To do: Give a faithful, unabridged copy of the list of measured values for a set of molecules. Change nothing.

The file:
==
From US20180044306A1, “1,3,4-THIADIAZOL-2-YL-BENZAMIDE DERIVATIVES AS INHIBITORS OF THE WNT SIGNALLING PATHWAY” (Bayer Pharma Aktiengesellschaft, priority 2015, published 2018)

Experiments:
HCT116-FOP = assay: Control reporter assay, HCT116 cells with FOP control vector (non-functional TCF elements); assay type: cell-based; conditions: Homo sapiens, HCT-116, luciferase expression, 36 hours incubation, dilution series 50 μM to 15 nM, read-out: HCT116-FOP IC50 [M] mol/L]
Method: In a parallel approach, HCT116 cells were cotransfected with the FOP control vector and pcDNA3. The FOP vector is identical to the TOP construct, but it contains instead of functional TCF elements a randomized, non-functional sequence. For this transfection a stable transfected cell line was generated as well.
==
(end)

From US20180044306A1, “1,3,4-THIADIAZOL-2-YL-BENZAMIDE DERIVATIVES AS INHIBITORS OF THE WNT SIGNALLING PATHWAY” (Bayer Pharma Aktiengesellschaft, priority 2015, published 2018)

Experiments:
HCT116-FOP = assay: Control reporter assay, HCT116 cells with FOP control vector (non-functional TCF elements); assay type: cell-based; conditions: Homo sapiens, HCT-116, luciferase expression, 36 hours incubation, dilution series 50 μM to 15 nM, read-out: HCT116-FOP IC50 [M] mol/L]
Method: In a parallel approach, HCT116 cells were cotransfected with the FOP control vector and pcDNA3. The FOP vector is identical to the TOP construct, but it contains instead of functional TCF elements a randomized, non-functional sequence. For this transfection a stable transfected cell line was generated as well.